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Ecce HomoThe Male-Body-in-Pain as Redemptive Figure$
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Kent L. Brintnall

Print publication date: 2012

Print ISBN-13: 9780226074696

Published to Chicago Scholarship Online: September 2013

DOI: 10.7208/chicago/9780226074719.001.0001

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(p.1) Prelude
Ecce Homo

Kent L. Brintnall

University of Chicago Press

This book begins by focusing on the concluding paragraphs of the final chapter of Georges Bataille's last book, which reflected on photographs of a Chinese man undergoing lingchi, a form of public execution accomplished by severing limbs and ripping flesh from the victim's body. The text records that “this photograph had a decisive role in [Bataille's] life.” According to Bataille, it reveals an intimate connection between religious and erotic experiences, an ecstatic rupture both blissful and horrific. In a recent study of the practice of lingchi in China and representations of lingchi in European scholarship, the authors fault Bataille for imposing a “mask of ecstatic suffering” that burdens the tortured person, consequently concealing him.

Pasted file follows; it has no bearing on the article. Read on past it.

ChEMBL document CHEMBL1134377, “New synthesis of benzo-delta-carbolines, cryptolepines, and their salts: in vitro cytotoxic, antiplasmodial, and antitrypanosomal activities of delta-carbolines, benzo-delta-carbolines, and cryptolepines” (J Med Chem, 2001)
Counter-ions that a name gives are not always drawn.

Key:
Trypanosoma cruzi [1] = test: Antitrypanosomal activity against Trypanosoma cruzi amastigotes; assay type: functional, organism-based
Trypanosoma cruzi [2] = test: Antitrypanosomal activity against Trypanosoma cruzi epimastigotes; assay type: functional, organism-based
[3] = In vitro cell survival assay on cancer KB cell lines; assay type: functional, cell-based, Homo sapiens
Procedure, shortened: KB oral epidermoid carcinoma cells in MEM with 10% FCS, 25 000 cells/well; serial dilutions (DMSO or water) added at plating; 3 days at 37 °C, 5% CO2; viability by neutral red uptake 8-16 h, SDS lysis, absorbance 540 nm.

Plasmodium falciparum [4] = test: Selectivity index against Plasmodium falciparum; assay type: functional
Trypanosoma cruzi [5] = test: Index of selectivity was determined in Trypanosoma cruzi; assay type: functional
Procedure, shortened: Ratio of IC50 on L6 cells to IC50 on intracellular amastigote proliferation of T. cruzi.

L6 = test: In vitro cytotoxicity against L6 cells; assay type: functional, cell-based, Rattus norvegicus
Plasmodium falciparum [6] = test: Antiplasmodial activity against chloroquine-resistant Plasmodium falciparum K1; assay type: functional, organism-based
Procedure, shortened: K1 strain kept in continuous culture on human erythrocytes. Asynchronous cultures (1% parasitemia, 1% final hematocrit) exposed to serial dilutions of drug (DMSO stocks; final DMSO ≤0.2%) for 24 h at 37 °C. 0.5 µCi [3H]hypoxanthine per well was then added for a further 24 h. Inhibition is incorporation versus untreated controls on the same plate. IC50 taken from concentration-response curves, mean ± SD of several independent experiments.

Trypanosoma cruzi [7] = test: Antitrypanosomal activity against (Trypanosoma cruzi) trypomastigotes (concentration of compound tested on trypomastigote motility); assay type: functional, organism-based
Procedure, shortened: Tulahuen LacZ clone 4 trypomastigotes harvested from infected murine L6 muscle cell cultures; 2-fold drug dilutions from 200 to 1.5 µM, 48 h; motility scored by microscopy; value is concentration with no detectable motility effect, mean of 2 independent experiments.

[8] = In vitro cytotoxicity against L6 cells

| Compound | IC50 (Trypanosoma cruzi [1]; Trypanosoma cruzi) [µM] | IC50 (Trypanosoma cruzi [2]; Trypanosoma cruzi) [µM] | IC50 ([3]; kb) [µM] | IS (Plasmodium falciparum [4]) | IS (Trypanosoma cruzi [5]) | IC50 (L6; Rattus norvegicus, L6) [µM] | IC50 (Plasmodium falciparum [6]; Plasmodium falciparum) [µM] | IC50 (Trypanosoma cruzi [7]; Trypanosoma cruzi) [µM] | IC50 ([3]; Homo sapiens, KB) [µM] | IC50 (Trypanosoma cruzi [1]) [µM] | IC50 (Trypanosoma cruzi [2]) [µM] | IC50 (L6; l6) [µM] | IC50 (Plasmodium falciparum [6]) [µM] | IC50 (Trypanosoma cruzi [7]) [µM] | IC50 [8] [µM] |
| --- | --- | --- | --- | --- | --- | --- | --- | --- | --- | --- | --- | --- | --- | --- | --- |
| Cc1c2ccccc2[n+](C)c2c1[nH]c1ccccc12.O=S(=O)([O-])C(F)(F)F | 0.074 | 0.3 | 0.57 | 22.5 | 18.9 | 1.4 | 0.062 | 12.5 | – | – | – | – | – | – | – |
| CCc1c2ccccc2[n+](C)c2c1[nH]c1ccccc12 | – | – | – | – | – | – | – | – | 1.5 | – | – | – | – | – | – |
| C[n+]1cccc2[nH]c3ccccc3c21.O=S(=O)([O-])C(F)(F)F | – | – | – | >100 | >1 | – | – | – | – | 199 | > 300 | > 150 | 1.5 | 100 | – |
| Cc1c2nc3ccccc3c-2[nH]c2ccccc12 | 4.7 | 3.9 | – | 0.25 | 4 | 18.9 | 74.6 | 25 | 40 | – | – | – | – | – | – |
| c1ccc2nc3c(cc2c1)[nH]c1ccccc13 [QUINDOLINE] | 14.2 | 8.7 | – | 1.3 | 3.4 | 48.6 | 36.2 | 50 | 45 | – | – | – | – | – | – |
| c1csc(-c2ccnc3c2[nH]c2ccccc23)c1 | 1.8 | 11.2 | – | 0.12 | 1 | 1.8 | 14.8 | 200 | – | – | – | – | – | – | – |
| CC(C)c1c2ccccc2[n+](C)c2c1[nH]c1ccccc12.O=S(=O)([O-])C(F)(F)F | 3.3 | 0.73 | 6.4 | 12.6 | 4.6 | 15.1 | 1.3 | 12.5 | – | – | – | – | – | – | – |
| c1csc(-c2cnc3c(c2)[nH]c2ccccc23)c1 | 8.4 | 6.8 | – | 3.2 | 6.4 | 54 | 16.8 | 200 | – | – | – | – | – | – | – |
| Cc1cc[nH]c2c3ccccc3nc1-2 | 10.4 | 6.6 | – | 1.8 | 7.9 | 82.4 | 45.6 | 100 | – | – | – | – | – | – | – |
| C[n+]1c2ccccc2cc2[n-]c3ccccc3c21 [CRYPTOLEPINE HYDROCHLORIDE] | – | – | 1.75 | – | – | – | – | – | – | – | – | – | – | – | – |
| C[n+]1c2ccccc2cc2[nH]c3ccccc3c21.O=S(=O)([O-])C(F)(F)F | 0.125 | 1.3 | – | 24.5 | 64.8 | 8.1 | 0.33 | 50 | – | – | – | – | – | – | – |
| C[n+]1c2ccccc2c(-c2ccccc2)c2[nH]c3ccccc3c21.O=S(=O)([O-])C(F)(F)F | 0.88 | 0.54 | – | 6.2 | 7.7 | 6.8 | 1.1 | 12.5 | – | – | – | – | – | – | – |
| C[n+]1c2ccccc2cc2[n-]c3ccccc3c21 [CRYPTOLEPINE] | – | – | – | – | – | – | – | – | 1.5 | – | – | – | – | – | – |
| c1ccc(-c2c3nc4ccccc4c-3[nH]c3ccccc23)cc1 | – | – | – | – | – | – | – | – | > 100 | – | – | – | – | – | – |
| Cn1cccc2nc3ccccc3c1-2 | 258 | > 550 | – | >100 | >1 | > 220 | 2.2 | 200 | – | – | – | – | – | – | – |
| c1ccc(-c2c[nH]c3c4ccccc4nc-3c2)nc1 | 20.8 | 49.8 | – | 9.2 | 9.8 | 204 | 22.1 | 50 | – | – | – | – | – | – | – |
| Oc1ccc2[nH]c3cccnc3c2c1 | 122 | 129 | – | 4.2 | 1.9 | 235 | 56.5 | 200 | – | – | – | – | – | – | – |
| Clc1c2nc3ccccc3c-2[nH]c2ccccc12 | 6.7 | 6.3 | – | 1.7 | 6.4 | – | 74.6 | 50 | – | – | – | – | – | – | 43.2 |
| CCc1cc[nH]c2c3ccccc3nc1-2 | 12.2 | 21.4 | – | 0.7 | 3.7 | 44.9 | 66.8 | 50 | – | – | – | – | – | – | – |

Keywords:   lingchi, Georges Bataille, public execution, ecstatic rupture, ecstatic suffering

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